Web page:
Feb 3, 2014 8:48 PM by Rebecca Taylor
TUCSON - In a tough economy many Tucsonans are pinching pennies. One way to cut your grocery bill is to search weekly circulars for the best sales.
But what if your zip code determined what deals a store offers?
Food City prints two completely different ads depending on what side of town you live. Prices for meat, produce, and international foods like tortillas vary.
That's not sitting well with some Tucsonans who call it discriminating and deceptive.
We've all heard the term availability may vary by store, but what about prices? While Food City ads appear identical, a closer look reveals even deeper discounts are valid at one store only.
Which one? The Food City located at South 6th Avenue and I-10.
Shopper Geraldo Medina says, "I never noticed the prices were different."
"I don't think that it's right," says another shopper.
It's in the heart of South Tucson, customers there are privy to a special mailer and in store circular.
Shopper Heather Tay says, "And that's the one that's cheaper? I wonder if they're allowed to do that?"
It's one of nine Food City locations scattered across Tucson. News 4 Tucson picked up multiple ads from the same week, January 22-28 to compare them.
Avocados are four for $1; boneless chicken $1.39 a pound; pork chops $1.29 a pound; tortillas $2.49.
Sounds good right? Well yes and no.
The Food City on South 6th offers even better prices for the exact same items.
Avocados there are five for $1 versus four; boneless chicken .11¢ less at $1.28 a pound; pork chops .98¢, under a dollar a pound, .30¢ cheaper; tortillas just $1.99 a .50¢ savings.
"The immediate thing that I thought of is discrimination, " says Tay. "Probably due to the fact that, that part of town has a lower income type status, so I thought discrimination."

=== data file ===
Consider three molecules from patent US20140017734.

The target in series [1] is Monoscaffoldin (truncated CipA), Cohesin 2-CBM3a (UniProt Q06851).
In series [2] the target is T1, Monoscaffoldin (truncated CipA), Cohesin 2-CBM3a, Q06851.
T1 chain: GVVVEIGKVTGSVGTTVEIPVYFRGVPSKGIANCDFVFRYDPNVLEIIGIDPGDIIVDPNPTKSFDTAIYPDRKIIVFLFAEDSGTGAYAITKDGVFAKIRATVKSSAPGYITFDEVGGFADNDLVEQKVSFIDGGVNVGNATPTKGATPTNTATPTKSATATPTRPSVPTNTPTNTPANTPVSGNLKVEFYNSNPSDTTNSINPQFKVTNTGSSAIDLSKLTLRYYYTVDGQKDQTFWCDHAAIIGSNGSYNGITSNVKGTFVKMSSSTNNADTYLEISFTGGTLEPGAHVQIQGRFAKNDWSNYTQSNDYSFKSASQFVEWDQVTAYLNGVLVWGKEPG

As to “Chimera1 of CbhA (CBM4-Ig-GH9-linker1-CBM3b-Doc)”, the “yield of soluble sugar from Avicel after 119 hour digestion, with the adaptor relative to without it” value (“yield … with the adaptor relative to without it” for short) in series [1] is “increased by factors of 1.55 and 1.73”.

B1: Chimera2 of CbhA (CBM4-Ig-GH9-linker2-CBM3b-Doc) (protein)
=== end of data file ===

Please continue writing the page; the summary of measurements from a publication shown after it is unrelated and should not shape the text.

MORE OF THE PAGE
Another concern comes from cashiers at competing grocery stores, who price match. Clerks at Walmart Neighborhood Market say, they keep both Food City ads handy. Some memorize them weekly, to accommodate customers.
News 4 Tucson reached out to Food City which is owned by Bashas and headquartered in Chandler, Arizona. Despite multiple attempts over a two week period, they never returned emails or phone calls.
We also contacted the Better Business Bureau to find out if they consider differing ads, by the same chain deceptive.
Nick LaFleur with the BBB says, "We would not consider it deceptive as long as it's spelled out on the coupons for people to see."
A closer look at the ads we picked up reveals only one has a disclaimer. It reads "valid at these locations only" then lists three stores in Phoenix and one in Tucson, 6th Avenue and 1-10.
"If you're unhappy with the terms and conditions, talk with a store manager or customer service manager," LaFleur says.
According to the BBB, it is legal to have separate ad,s as long as the terms and conditions are spelled out. Is it fair? You be the judge.
"No it's not, Food City is Food City," says Medina.
"I've never had any problems here, but that's really unusual," Tay says.
Food City also posts their weekly ads online. To view it, they ask for your zip code. Enter 85713 and you'll get the South 6th Avenue circular with lower prices.
News 4 Tucson attempted to ask Food City if they'd price match their own ad, but got no response.